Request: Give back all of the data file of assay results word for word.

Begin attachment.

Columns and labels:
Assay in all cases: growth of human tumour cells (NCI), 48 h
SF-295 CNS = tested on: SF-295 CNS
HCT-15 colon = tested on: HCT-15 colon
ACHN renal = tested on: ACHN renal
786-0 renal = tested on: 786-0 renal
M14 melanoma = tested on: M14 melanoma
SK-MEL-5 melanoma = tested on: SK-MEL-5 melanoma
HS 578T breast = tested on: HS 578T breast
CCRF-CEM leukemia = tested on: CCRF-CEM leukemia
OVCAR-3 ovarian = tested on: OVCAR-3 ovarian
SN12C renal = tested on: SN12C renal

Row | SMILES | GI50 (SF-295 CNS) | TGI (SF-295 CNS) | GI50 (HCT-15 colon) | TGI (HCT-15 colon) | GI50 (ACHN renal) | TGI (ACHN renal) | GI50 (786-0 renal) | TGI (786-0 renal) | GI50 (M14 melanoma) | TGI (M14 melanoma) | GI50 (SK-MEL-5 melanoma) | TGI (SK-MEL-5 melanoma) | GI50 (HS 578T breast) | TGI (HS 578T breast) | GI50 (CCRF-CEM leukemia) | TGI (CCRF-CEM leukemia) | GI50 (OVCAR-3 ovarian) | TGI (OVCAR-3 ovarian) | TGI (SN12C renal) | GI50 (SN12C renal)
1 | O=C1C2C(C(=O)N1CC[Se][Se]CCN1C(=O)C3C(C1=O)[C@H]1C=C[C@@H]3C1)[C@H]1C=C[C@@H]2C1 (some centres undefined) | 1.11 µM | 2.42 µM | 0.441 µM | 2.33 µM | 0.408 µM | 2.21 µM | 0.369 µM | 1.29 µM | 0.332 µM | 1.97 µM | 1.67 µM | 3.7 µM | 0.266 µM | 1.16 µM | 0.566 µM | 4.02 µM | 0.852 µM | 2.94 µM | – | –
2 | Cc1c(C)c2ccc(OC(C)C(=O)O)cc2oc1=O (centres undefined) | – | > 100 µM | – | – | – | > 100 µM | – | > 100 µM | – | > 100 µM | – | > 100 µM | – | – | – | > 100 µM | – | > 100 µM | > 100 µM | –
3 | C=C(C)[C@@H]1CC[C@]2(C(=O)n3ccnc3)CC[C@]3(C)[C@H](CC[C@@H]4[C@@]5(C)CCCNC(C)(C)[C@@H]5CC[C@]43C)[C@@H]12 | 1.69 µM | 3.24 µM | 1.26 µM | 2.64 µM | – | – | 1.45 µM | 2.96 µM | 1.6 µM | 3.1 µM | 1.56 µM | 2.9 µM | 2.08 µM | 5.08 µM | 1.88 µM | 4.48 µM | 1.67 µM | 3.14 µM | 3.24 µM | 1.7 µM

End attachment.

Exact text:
Columns and labels:
Assay in all cases: growth of human tumour cells (NCI), 48 h
SF-295 CNS = tested on: SF-295 CNS
HCT-15 colon = tested on: HCT-15 colon
ACHN renal = tested on: ACHN renal
786-0 renal = tested on: 786-0 renal
M14 melanoma = tested on: M14 melanoma
SK-MEL-5 melanoma = tested on: SK-MEL-5 melanoma
HS 578T breast = tested on: HS 578T breast
CCRF-CEM leukemia = tested on: CCRF-CEM leukemia
OVCAR-3 ovarian = tested on: OVCAR-3 ovarian
SN12C renal = tested on: SN12C renal

Row | SMILES | GI50 (SF-295 CNS) | TGI (SF-295 CNS) | GI50 (HCT-15 colon) | TGI (HCT-15 colon) | GI50 (ACHN renal) | TGI (ACHN renal) | GI50 (786-0 renal) | TGI (786-0 renal) | GI50 (M14 melanoma) | TGI (M14 melanoma) | GI50 (SK-MEL-5 melanoma) | TGI (SK-MEL-5 melanoma) | GI50 (HS 578T breast) | TGI (HS 578T breast) | GI50 (CCRF-CEM leukemia) | TGI (CCRF-CEM leukemia) | GI50 (OVCAR-3 ovarian) | TGI (OVCAR-3 ovarian) | TGI (SN12C renal) | GI50 (SN12C renal)
1 | O=C1C2C(C(=O)N1CC[Se][Se]CCN1C(=O)C3C(C1=O)[C@H]1C=C[C@@H]3C1)[C@H]1C=C[C@@H]2C1 (some centres undefined) | 1.11 µM | 2.42 µM | 0.441 µM | 2.33 µM | 0.408 µM | 2.21 µM | 0.369 µM | 1.29 µM | 0.332 µM | 1.97 µM | 1.67 µM | 3.7 µM | 0.266 µM | 1.16 µM | 0.566 µM | 4.02 µM | 0.852 µM | 2.94 µM | – | –
2 | Cc1c(C)c2ccc(OC(C)C(=O)O)cc2oc1=O (centres undefined) | – | > 100 µM | – | – | – | > 100 µM | – | > 100 µM | – | > 100 µM | – | > 100 µM | – | – | – | > 100 µM | – | > 100 µM | > 100 µM | –
3 | C=C(C)[C@@H]1CC[C@]2(C(=O)n3ccnc3)CC[C@]3(C)[C@H](CC[C@@H]4[C@@]5(C)CCCNC(C)(C)[C@@H]5CC[C@]43C)[C@@H]12 | 1.69 µM | 3.24 µM | 1.26 µM | 2.64 µM | – | – | 1.45 µM | 2.96 µM | 1.6 µM | 3.1 µM | 1.56 µM | 2.9 µM | 2.08 µM | 5.08 µM | 1.88 µM | 4.48 µM | 1.67 µM | 3.14 µM | 3.24 µM | 1.7 µM